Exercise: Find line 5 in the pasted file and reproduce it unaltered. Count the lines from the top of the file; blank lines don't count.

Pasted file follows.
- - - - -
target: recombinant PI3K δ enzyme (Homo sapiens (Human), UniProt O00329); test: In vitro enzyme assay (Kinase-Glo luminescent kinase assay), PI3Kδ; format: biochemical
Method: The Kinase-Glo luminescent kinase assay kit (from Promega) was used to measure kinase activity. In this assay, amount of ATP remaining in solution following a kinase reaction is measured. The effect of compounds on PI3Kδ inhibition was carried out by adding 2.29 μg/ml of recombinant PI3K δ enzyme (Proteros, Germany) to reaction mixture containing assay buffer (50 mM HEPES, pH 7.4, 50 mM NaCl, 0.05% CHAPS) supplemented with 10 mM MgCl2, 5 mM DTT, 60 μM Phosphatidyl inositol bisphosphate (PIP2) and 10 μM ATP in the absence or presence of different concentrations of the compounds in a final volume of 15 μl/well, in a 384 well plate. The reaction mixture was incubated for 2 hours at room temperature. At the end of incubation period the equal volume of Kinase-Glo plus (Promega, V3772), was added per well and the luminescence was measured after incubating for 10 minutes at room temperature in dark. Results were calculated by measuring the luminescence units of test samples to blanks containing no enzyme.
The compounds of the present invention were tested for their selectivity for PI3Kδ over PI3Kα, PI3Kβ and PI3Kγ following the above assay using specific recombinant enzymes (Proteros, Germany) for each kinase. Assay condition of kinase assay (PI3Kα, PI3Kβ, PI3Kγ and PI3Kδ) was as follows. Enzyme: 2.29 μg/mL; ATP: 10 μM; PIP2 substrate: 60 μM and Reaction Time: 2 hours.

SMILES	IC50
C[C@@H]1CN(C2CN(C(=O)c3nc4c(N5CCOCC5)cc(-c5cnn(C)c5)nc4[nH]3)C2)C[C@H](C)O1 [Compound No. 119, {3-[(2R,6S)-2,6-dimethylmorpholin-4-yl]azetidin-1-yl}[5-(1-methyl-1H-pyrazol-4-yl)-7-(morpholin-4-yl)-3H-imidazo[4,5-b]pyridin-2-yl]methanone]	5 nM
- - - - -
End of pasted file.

C[C@@H]1CN(C2CN(C(=O)c3nc4c(N5CCOCC5)cc(-c5cnn(C)c5)nc4[nH]3)C2)C[C@H](C)O1 [Compound No. 119, {3-[(2R,6S)-2,6-dimethylmorpholin-4-yl]azetidin-1-yl}[5-(1-methyl-1H-pyrazol-4-yl)-7-(morpholin-4-yl)-3H-imidazo[4,5-b]pyridin-2-yl]methanone]	5 nM